The next day began with a swing by the old 23rd to find the desk of Inspector Bill Scarborough, my fellow worker in homicide.
"Well, good morning, MacKenzie. Up awful early today, aren't we?"
Bill Scarborough was a hard-working, good man. He didn't drink, didn't cheat on his wife, did provide for his five kids. He was a good man in another way too. He simply did his job. Bill was your gentle giant, six-four, big and not only around his fifty inch middle, but big everywhere about him. He wasn't very big on hair though. He sported one of those monk hairstyles, and the little hair he did have around the edges, he kept cut close.
"Bill, you're working the Billington case, right?"
"Yea. Ian, I'm thinking I'm looking at some sort of mob business. I haven't been able to find lead one."
I was about to make his day. "Bill, grab your stuff. I think I've stumbled onto something that might help."
I thought it might be the smart play to take Bill's car, just in case there were still some eyes keeping a watch on my old gray Ford. On the way, I explained the deal I had with Miss Devonshire and her lady friend. He agreed to work with it.
As we neared the bus station, he asked, "Well, if it is O'Hara behind this, how are we ever gonna to pin this murder on him?"
"Probably can't. But my guess is that we might be able to find something in the fraud or tax area."
We hit the bus station at the peak of a traffic. Every bus stall was filled with diesel smoke. The lockers were laid out in rows of ten, making number twelve the second one in on the second row. I unlocked the two foot by two foot locker, which traded my access to its contents for the price of the key. To get key back would cost me another four quarters.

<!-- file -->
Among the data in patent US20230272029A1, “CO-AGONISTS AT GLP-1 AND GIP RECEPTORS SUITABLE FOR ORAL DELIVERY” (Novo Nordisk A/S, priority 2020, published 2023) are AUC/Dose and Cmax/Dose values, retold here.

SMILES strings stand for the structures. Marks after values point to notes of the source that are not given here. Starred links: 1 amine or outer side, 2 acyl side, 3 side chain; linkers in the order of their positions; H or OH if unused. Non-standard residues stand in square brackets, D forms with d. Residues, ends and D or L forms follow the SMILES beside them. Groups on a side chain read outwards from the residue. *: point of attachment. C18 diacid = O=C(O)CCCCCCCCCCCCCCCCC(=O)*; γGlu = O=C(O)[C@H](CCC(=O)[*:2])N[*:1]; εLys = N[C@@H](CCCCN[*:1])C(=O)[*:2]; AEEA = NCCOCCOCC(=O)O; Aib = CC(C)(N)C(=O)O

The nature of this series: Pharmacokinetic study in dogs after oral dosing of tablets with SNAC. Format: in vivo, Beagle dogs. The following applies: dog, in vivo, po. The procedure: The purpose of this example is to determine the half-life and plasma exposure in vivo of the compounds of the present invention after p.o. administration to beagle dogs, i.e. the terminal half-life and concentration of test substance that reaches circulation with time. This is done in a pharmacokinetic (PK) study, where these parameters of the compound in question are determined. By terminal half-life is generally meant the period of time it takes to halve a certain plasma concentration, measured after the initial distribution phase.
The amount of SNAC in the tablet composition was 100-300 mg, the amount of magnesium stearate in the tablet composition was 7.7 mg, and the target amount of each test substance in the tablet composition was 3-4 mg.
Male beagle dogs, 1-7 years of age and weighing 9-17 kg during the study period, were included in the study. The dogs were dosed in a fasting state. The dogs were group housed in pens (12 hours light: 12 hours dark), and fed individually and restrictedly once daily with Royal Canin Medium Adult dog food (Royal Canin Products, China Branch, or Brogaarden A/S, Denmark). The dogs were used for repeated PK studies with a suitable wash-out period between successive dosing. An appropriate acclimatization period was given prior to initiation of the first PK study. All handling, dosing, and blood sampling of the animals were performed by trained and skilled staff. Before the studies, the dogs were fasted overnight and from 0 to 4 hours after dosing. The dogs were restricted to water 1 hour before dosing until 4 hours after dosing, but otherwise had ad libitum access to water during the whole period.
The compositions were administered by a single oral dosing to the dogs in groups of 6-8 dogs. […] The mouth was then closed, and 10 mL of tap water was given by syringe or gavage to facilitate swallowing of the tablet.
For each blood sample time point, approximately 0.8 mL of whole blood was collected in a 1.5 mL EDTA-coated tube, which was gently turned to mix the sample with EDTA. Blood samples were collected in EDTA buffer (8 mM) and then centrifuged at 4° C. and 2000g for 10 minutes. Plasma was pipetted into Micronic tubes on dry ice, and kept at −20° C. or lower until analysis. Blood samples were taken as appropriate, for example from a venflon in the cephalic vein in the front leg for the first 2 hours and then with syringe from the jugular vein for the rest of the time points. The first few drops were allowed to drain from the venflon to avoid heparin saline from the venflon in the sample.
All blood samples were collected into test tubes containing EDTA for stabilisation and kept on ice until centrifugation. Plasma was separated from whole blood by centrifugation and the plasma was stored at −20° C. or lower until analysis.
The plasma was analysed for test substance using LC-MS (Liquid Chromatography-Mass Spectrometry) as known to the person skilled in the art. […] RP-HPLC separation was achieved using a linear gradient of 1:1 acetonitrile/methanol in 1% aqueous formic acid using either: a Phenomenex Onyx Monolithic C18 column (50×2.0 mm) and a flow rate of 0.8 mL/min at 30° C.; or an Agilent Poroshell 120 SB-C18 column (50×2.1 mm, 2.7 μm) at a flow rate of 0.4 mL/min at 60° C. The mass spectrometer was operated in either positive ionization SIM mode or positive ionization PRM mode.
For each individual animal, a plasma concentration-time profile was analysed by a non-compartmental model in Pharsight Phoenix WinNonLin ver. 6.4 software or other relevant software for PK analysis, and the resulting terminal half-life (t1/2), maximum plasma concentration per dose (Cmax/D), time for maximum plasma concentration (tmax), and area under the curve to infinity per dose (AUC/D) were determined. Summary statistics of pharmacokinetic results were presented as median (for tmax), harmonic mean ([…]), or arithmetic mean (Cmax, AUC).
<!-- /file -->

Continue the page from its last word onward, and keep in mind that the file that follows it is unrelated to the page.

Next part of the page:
The content of the locker was limited to one very large, shipping envelope, one of those padded envelopes that come with a double seal closure. The package was of good heft, not one mark of any kind on the outside.
We walked away and returned to his Pontiac Super Chief, a surprisingly nice car for a cop. I always liked that amber Indian head hood ornament that lit up at night. Bill was married to good woman, not the prettiest gal by an stretch of the imagination or squint of the eyes, but a good and pleasant woman who was also the daughter of the dry-cleaning king of Boston.
Bill watched while I opened the envelope with the pen knife that my father gave me when I graduated from the sixth grade. It was a good knife and every so often I would take the stone and give its blade a good sharpening. For some reason I took the time to feel the knife in my hand and say 'neath my breath,, "The d*mn knife will probably outlive me." Strange thing to think at that moment, but my mind often takes those little side trips in the course of a day.
The envelope was filled with onionskin carbon copies of letters from Benjamin Brown to O'Hara Construction, referencing a maze of transactions to this account and that. Also in the package were a number of torn out spreadsheets filled with numbers that I assumed came from the hand of the deceased Mr. Billington. But the gold in that package were handwritten notes from Williman A. Billington, outlining the scheme of money laundering accomplished through the Boston Checker Cab Company, where cash from somewhere had made the Checker Cab Company one of the most profitable enterprises ever invented. And then the profits were lost once more in unbelievable maintenance costs for those cabs. According to Mr. Billington, much of that cash came from kickbacks in the construction business. Throw in a little bribery action with officials in city government and we had in our hands enough for an honest D.A. to make a career.
"Thanks, MacKenzie," my colleague said with all sincerity.
"Just don't blow the case, Scarborough. if you come across anything more that might help me with the O'Hara's girl's case, it'd be appreciated. And if you could get some our folks keeping Wild Bill busy, it just might give me some working room."
"Will do, Ian, will do."